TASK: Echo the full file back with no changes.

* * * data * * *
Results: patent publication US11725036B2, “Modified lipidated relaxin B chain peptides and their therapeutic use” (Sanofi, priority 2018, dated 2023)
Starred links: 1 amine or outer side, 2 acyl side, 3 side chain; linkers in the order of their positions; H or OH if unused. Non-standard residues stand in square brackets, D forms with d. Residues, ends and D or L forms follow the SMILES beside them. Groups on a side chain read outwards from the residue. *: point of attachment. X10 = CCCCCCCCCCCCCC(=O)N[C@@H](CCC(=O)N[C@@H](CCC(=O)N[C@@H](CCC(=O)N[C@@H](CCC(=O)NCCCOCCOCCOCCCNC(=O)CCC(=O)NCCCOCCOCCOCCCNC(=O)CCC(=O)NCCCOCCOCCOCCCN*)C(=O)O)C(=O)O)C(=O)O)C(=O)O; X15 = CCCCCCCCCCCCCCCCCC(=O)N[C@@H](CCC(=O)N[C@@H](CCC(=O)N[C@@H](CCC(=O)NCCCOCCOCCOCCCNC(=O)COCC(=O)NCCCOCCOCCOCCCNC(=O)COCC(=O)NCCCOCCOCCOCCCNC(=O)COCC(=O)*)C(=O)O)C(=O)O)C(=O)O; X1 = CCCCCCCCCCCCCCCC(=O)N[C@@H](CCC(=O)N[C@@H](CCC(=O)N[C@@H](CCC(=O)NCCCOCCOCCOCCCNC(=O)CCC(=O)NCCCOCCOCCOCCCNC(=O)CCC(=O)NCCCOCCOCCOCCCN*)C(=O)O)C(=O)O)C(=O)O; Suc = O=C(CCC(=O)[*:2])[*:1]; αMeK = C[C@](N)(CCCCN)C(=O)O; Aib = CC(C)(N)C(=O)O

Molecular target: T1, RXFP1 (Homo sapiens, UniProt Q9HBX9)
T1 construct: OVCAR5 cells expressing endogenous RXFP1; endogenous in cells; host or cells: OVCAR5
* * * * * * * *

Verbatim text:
Results: patent publication US11725036B2, “Modified lipidated relaxin B chain peptides and their therapeutic use” (Sanofi, priority 2018, dated 2023)
Starred links: 1 amine or outer side, 2 acyl side, 3 side chain; linkers in the order of their positions; H or OH if unused. Non-standard residues stand in square brackets, D forms with d. Residues, ends and D or L forms follow the SMILES beside them. Groups on a side chain read outwards from the residue. *: point of attachment. X10 = CCCCCCCCCCCCCC(=O)N[C@@H](CCC(=O)N[C@@H](CCC(=O)N[C@@H](CCC(=O)N[C@@H](CCC(=O)NCCCOCCOCCOCCCNC(=O)CCC(=O)NCCCOCCOCCOCCCNC(=O)CCC(=O)NCCCOCCOCCOCCCN*)C(=O)O)C(=O)O)C(=O)O)C(=O)O; X15 = CCCCCCCCCCCCCCCCCC(=O)N[C@@H](CCC(=O)N[C@@H](CCC(=O)N[C@@H](CCC(=O)NCCCOCCOCCOCCCNC(=O)COCC(=O)NCCCOCCOCCOCCCNC(=O)COCC(=O)NCCCOCCOCCOCCCNC(=O)COCC(=O)*)C(=O)O)C(=O)O)C(=O)O; X1 = CCCCCCCCCCCCCCCC(=O)N[C@@H](CCC(=O)N[C@@H](CCC(=O)N[C@@H](CCC(=O)NCCCOCCOCCOCCCNC(=O)CCC(=O)NCCCOCCOCCOCCCNC(=O)CCC(=O)NCCCOCCOCCOCCCN*)C(=O)O)C(=O)O)C(=O)O; Suc = O=C(CCC(=O)[*:2])[*:1]; αMeK = C[C@](N)(CCCCN)C(=O)O; Aib = CC(C)(N)C(=O)O

Molecular target: T1, RXFP1 (Homo sapiens, UniProt Q9HBX9)
T1 construct: OVCAR5 cells expressing endogenous RXFP1; endogenous in cells; host or cells: OVCAR5